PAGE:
Latest in Tomorrow

Image credit: ASSOCIATED PRESS

SpaceX will assist NASA's first-ever mission to redirect an asteroid

Lift off is set for 2021.
2049 Shares
Share
Tweet
Share
Save

Sponsored Links

ASSOCIATED PRESS

NASA has chosen SpaceX to help out on its first-ever attempt to deflect an asteroid. The Double Asteroid Redirection Test (DART) will blast off on a Falcon 9 rocket in June 2021 from the Vandenberg Air Force Base in California. Its mission: To smash a satellite into the Didymos asteroid's small moon in a bid to knock it off its orbit. What sounds like the plot of a Michael Bay movie could turn out to be NASA's first line of defense against Earth-bound asteroids.

This is batting practice. But the stakes are still high: Failure could derail NASA's so-called "kinectic impactor technique," success will provide the crucial data that will inform its deployment against an actual asteroid on a collision course with Earth.

NASA plans to intercept Didymos when it's within 11 million kilometres (7 million miles) of our planet -- in comparison, the moon is 240,000 miles and the sun is 93 million miles away. According to the DART website, the probe won't reach its target until October 2022, upon which it will slam into Didymos' moon at a speed of nearly 13,500 mph (6 kilometers per second).

The total cost for the mission is expected at around $69 million including the launch service, which NASA's Launch Services Program at Kennedy Space Center in Florida will manage. Fresh off the back of its successful Falcon Heavy launch and triple landing, SpaceX's involvement in DART sees its relationship with NASA evolving beyond its commercial payloads and resupply missions to the ISS. As usual, Elon Musk shared his reaction in a tweet: "Thanks on behalf of the SpaceX team. We ♥️♥️♥️ NASA!"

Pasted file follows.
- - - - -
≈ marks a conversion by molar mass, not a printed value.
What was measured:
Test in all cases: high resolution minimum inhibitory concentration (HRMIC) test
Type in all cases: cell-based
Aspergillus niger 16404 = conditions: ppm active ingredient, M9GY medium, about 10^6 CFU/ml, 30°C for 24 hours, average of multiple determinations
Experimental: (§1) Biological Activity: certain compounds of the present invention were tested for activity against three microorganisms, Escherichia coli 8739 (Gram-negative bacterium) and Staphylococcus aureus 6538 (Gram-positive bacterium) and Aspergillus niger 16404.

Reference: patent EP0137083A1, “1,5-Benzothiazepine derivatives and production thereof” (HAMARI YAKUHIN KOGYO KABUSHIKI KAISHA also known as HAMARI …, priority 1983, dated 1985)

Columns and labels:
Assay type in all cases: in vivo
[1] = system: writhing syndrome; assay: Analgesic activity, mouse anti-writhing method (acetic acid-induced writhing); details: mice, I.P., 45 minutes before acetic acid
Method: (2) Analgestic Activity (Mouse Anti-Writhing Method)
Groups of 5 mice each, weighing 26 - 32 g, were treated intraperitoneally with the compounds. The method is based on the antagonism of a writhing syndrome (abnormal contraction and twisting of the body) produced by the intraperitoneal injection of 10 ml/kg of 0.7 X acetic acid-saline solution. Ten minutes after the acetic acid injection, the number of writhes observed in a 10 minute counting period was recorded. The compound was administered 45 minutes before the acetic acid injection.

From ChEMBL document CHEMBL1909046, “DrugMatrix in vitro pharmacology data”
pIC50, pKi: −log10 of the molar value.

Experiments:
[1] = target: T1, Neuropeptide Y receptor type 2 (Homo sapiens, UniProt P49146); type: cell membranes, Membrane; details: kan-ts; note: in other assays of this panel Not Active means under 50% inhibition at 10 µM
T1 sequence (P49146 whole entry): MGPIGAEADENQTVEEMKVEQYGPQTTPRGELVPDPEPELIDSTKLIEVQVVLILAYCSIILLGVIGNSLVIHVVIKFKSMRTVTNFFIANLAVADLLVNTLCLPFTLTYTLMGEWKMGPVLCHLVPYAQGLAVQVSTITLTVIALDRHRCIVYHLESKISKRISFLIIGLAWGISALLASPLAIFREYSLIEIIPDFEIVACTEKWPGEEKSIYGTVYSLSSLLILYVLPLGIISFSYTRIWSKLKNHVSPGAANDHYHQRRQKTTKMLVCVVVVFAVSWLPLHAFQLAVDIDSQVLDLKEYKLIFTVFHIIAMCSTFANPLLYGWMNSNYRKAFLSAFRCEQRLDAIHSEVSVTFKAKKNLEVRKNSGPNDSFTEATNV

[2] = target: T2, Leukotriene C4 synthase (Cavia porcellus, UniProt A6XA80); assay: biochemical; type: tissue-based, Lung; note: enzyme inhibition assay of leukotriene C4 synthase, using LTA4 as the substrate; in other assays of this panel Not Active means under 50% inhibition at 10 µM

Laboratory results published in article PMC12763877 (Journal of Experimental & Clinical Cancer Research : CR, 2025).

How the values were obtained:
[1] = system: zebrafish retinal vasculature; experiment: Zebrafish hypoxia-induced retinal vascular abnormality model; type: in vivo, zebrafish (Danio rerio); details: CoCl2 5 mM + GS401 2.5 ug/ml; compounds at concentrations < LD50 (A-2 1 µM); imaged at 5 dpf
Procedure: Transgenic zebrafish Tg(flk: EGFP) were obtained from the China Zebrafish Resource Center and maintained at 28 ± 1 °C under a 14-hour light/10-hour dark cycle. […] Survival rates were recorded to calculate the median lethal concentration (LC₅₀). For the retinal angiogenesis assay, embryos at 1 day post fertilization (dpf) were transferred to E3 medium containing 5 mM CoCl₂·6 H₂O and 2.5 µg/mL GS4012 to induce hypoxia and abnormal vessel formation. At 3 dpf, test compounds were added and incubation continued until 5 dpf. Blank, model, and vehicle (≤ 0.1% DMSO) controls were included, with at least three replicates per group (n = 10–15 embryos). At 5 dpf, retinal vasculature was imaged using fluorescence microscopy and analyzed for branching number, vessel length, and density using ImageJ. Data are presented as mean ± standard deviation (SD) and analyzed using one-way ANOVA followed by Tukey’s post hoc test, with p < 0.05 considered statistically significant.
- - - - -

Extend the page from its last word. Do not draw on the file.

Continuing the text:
Source: NASA
Coverage: USA Today
In this article: asteroid, DART, elon musk, nasa, space, spacex, tomorrow
All products recommended by Engadget are selected by our editorial team, independent of our parent company. Some of our stories include affiliate links. If you buy something through one of these links, we may earn an affiliate commission.
Comment
Comments
Share
2049 Shares
Share
Tweet
Share
Save

Popular on Engadget

Engadget’s guide to Home Entertainment

Engadget’s guide to Home Entertainment

View
The best outdoor security camera

The best outdoor security camera

View
After Math: Who turned the lights out?

After Math: Who turned the lights out?

View
Here's how Alexa learned to speak Spanish without your help

Here's how Alexa learned to speak Spanish without your help

View
Samsung's Galaxy Fold Premier Service debuts in the US

Samsung's Galaxy Fold Premier Service debuts in the US

View

From around the web

Page 1Page 1ear iconeye iconFill 23text filevr